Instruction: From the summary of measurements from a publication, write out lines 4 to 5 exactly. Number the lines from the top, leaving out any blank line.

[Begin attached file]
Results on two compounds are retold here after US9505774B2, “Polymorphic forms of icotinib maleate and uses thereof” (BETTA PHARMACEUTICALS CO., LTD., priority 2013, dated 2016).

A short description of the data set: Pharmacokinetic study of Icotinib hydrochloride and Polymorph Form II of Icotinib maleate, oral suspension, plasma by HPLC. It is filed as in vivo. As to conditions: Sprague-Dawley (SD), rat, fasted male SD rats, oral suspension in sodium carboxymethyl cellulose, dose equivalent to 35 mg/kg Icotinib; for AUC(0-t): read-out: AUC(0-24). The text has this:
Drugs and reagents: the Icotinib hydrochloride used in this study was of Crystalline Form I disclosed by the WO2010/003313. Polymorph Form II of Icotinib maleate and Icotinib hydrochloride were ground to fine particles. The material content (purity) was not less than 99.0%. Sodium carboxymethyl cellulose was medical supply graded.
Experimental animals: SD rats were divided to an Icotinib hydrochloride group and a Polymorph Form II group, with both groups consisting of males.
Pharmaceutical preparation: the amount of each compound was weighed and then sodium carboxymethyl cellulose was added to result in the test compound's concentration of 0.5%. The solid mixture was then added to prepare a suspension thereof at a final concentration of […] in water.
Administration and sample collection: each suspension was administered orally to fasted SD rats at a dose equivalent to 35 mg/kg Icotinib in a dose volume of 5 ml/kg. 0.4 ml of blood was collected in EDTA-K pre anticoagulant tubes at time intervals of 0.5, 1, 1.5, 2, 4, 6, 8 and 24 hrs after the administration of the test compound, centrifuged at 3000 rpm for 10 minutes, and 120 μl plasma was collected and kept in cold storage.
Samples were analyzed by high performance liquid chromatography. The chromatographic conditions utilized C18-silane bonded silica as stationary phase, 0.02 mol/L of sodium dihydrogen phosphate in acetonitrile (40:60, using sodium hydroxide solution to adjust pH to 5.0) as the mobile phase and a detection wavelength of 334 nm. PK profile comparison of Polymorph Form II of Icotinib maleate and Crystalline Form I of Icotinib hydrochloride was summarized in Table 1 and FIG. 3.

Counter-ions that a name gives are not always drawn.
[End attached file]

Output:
Experimental animals: SD rats were divided to an Icotinib hydrochloride group and a Polymorph Form II group, with both groups consisting of males.
Pharmaceutical preparation: the amount of each compound was weighed and then sodium carboxymethyl cellulose was added to result in the test compound's concentration of 0.5%. The solid mixture was then added to prepare a suspension thereof at a final concentration of […] in water.